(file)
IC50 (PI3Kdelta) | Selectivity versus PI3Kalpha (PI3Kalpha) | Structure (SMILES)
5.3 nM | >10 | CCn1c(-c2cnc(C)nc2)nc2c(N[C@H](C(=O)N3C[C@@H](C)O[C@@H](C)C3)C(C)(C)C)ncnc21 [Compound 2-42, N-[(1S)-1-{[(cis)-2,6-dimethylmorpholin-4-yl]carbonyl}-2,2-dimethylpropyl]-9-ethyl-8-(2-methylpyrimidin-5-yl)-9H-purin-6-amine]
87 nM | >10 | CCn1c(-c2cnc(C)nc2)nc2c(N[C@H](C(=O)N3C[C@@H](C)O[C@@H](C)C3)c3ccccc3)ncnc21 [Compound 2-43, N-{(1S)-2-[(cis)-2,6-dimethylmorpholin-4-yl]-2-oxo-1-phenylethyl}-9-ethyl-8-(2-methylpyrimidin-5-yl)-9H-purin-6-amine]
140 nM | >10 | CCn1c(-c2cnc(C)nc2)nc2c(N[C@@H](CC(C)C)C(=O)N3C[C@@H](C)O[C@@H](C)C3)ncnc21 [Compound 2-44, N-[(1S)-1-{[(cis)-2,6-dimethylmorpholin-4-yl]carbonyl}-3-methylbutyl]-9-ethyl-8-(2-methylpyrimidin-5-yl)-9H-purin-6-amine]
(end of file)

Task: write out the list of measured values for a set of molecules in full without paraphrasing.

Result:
IC50 (PI3Kdelta) | Selectivity versus PI3Kalpha (PI3Kalpha) | Structure (SMILES)
5.3 nM | >10 | CCn1c(-c2cnc(C)nc2)nc2c(N[C@H](C(=O)N3C[C@@H](C)O[C@@H](C)C3)C(C)(C)C)ncnc21 [Compound 2-42, N-[(1S)-1-{[(cis)-2,6-dimethylmorpholin-4-yl]carbonyl}-2,2-dimethylpropyl]-9-ethyl-8-(2-methylpyrimidin-5-yl)-9H-purin-6-amine]
87 nM | >10 | CCn1c(-c2cnc(C)nc2)nc2c(N[C@H](C(=O)N3C[C@@H](C)O[C@@H](C)C3)c3ccccc3)ncnc21 [Compound 2-43, N-{(1S)-2-[(cis)-2,6-dimethylmorpholin-4-yl]-2-oxo-1-phenylethyl}-9-ethyl-8-(2-methylpyrimidin-5-yl)-9H-purin-6-amine]
140 nM | >10 | CCn1c(-c2cnc(C)nc2)nc2c(N[C@@H](CC(C)C)C(=O)N3C[C@@H](C)O[C@@H](C)C3)ncnc21 [Compound 2-44, N-[(1S)-1-{[(cis)-2,6-dimethylmorpholin-4-yl]carbonyl}-3-methylbutyl]-9-ethyl-8-(2-methylpyrimidin-5-yl)-9H-purin-6-amine]